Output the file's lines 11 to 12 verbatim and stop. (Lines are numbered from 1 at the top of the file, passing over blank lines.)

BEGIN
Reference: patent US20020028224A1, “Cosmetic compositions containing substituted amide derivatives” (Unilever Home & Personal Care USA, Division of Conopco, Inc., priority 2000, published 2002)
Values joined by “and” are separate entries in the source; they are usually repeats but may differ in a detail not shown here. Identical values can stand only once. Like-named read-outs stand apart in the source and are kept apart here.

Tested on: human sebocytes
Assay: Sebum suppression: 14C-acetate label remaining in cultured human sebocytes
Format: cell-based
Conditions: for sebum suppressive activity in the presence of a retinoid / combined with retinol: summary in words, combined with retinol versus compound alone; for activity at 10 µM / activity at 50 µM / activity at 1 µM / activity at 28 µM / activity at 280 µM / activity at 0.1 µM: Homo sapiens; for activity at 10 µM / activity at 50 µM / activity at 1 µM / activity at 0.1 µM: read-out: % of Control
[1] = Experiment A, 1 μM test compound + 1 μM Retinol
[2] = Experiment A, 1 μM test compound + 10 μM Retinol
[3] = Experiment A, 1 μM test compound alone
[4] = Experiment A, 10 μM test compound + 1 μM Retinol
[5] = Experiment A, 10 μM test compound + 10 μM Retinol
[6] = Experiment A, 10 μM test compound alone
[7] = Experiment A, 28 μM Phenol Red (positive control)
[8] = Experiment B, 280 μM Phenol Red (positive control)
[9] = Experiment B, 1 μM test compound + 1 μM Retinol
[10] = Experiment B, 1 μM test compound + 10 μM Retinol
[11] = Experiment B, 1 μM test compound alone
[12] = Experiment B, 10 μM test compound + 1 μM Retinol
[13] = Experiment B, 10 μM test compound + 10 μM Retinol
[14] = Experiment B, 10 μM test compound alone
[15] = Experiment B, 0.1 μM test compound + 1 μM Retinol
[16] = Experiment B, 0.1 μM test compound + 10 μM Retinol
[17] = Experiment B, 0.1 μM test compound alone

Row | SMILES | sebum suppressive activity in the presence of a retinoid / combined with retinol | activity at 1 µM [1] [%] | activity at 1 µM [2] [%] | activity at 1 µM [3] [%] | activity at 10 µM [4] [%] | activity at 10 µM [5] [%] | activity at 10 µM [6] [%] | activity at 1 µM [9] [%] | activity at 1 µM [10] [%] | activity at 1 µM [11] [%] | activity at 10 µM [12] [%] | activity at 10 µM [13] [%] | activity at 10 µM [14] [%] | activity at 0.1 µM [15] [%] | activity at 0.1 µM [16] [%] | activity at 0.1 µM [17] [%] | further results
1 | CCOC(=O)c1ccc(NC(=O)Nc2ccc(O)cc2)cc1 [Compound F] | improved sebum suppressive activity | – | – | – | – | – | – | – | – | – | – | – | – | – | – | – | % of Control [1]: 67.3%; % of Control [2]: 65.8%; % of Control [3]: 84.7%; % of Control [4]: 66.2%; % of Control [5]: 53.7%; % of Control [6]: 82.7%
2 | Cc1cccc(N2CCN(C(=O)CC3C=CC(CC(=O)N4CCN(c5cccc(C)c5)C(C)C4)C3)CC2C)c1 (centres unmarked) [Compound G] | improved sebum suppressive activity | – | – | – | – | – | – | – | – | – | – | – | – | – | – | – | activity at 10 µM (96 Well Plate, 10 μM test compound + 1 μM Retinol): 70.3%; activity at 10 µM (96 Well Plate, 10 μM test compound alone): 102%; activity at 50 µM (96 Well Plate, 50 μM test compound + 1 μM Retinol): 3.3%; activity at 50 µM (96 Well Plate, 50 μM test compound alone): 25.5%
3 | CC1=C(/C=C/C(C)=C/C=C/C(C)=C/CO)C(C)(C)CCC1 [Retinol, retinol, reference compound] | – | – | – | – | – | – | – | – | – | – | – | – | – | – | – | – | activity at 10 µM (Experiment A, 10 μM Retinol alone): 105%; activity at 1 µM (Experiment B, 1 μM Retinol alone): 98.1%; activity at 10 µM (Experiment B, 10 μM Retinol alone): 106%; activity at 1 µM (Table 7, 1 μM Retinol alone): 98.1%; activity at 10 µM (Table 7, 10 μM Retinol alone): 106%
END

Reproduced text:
[5] = Experiment A, 10 μM test compound + 10 μM Retinol
[6] = Experiment A, 10 μM test compound alone